Asynchronous Message Passing / Mailbox API

Mailbox is a kernel object that contains multiple mail slots. Tasks can post a message to a mailbox (which takes up a mail slot) and a task can fetch a message from the mailbox (which removes the message from the mail slot). A message is an opaque pointer (“void *” in C) whose meaning and format are defined by the user. By using a void pointer as a message, a message can be a byte array or an arbitrary data structure. Mailboxes do not copy the content of a message, so mailbox calls are very fast and efficient.

 

If there are multiple pending messages in a mailbox, they are ordered by the original senders’ priorities and not by message posting times, so a message from the highest priority sender will be retrieved first.

 

There are three message-posting API functions:

 

·         REXIS_MailboxPost posts a message and will block the sender task if the mailbox is full, until the mailbox can accept its message.

·         REXIS_MailboxTryPost does not wait but instead returns an error code if the mailbox is full.

·         REXIS_MailboxPostFromISR does the same job as REXIS_MailboxPost but is called from an ISR.

 

Note that REXIS_MailboxPostFromISR does not return a value, as the actual operation would be carried out after the ISR exits. The message will be posted to the mailbox next time the system tick happens. If the mailbox is full, the operation will be retried at each system tick interrupt until the message is posted. This is true with other FromISR kernel API calls as well.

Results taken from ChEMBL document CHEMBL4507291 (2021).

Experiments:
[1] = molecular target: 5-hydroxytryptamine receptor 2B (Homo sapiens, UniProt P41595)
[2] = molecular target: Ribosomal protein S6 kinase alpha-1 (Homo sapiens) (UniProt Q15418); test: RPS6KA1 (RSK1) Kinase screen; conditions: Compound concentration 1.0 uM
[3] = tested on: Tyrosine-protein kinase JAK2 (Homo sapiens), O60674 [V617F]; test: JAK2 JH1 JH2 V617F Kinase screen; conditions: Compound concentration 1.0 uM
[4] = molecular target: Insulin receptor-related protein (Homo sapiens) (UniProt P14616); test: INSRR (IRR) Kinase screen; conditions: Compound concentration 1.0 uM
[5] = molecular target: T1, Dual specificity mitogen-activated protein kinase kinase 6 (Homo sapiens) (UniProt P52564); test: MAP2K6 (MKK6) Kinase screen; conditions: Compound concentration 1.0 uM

There are two message fetching API:

·         REXIS_MailboxFetch fetches a message and will block the task if the mailbox is empty, until either a message arrives or the timeout value expires.

·         REXIS_MailboxTryFetch does not wait but instead returns an error code if the mailbox is empty.

 

Note that the task fetching a message will receive the actual pointer value sent by the posting task. In particular, if you call REXIS_MailboxPostFromISR, make sure the pointer object you pass as a message is still valid when the message is retrieved. For example, passing a pointer to a local variable from within an ISR will result in an error, as by the time the message is retrieved, the execution context for the ISR is no longer valid. See the example above. This is normally not an issue with tasks calling REXIS_MailboxPost, as a task usually runs forever and the execution context would still be valid when the message is retrieved.